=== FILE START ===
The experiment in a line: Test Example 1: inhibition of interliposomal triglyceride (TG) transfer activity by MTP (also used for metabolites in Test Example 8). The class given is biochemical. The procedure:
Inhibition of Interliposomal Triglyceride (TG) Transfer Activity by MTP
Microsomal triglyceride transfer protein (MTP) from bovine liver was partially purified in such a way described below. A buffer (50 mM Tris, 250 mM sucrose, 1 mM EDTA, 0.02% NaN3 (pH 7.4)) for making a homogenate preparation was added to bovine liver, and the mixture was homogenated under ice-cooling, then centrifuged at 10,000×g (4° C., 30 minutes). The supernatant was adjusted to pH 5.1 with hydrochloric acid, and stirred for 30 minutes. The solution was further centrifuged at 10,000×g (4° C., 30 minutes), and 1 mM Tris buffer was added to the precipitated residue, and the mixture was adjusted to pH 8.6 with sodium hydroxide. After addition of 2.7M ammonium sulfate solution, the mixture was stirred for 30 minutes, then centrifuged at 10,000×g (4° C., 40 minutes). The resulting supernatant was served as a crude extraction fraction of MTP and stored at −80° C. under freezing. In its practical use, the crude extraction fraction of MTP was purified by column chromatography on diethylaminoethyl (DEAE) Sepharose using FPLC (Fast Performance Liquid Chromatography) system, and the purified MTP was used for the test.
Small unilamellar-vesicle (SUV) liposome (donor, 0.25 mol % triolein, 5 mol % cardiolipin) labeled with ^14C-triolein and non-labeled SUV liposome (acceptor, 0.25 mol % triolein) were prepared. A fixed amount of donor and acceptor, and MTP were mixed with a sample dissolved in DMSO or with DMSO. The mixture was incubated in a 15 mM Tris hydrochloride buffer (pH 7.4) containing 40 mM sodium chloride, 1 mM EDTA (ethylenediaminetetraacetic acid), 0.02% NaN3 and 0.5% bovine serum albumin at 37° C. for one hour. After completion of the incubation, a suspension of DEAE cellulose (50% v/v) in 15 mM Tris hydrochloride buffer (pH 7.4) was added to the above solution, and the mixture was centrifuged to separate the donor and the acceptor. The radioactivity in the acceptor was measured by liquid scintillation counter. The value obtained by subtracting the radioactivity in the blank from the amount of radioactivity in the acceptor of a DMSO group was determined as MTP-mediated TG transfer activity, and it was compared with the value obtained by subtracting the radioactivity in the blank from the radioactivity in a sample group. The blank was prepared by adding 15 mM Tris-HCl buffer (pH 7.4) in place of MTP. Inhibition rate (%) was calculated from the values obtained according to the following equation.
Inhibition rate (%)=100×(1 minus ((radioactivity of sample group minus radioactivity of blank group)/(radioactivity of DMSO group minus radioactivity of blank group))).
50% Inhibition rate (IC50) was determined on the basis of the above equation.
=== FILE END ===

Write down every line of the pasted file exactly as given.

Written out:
The experiment in a line: Test Example 1: inhibition of interliposomal triglyceride (TG) transfer activity by MTP (also used for metabolites in Test Example 8). The class given is biochemical. The procedure:
Inhibition of Interliposomal Triglyceride (TG) Transfer Activity by MTP
Microsomal triglyceride transfer protein (MTP) from bovine liver was partially purified in such a way described below. A buffer (50 mM Tris, 250 mM sucrose, 1 mM EDTA, 0.02% NaN3 (pH 7.4)) for making a homogenate preparation was added to bovine liver, and the mixture was homogenated under ice-cooling, then centrifuged at 10,000×g (4° C., 30 minutes). The supernatant was adjusted to pH 5.1 with hydrochloric acid, and stirred for 30 minutes. The solution was further centrifuged at 10,000×g (4° C., 30 minutes), and 1 mM Tris buffer was added to the precipitated residue, and the mixture was adjusted to pH 8.6 with sodium hydroxide. After addition of 2.7M ammonium sulfate solution, the mixture was stirred for 30 minutes, then centrifuged at 10,000×g (4° C., 40 minutes). The resulting supernatant was served as a crude extraction fraction of MTP and stored at −80° C. under freezing. In its practical use, the crude extraction fraction of MTP was purified by column chromatography on diethylaminoethyl (DEAE) Sepharose using FPLC (Fast Performance Liquid Chromatography) system, and the purified MTP was used for the test.
Small unilamellar-vesicle (SUV) liposome (donor, 0.25 mol % triolein, 5 mol % cardiolipin) labeled with ^14C-triolein and non-labeled SUV liposome (acceptor, 0.25 mol % triolein) were prepared. A fixed amount of donor and acceptor, and MTP were mixed with a sample dissolved in DMSO or with DMSO. The mixture was incubated in a 15 mM Tris hydrochloride buffer (pH 7.4) containing 40 mM sodium chloride, 1 mM EDTA (ethylenediaminetetraacetic acid), 0.02% NaN3 and 0.5% bovine serum albumin at 37° C. for one hour. After completion of the incubation, a suspension of DEAE cellulose (50% v/v) in 15 mM Tris hydrochloride buffer (pH 7.4) was added to the above solution, and the mixture was centrifuged to separate the donor and the acceptor. The radioactivity in the acceptor was measured by liquid scintillation counter. The value obtained by subtracting the radioactivity in the blank from the amount of radioactivity in the acceptor of a DMSO group was determined as MTP-mediated TG transfer activity, and it was compared with the value obtained by subtracting the radioactivity in the blank from the radioactivity in a sample group. The blank was prepared by adding 15 mM Tris-HCl buffer (pH 7.4) in place of MTP. Inhibition rate (%) was calculated from the values obtained according to the following equation.
Inhibition rate (%)=100×(1 minus ((radioactivity of sample group minus radioactivity of blank group)/(radioactivity of DMSO group minus radioactivity of blank group))).
50% Inhibition rate (IC50) was determined on the basis of the above equation.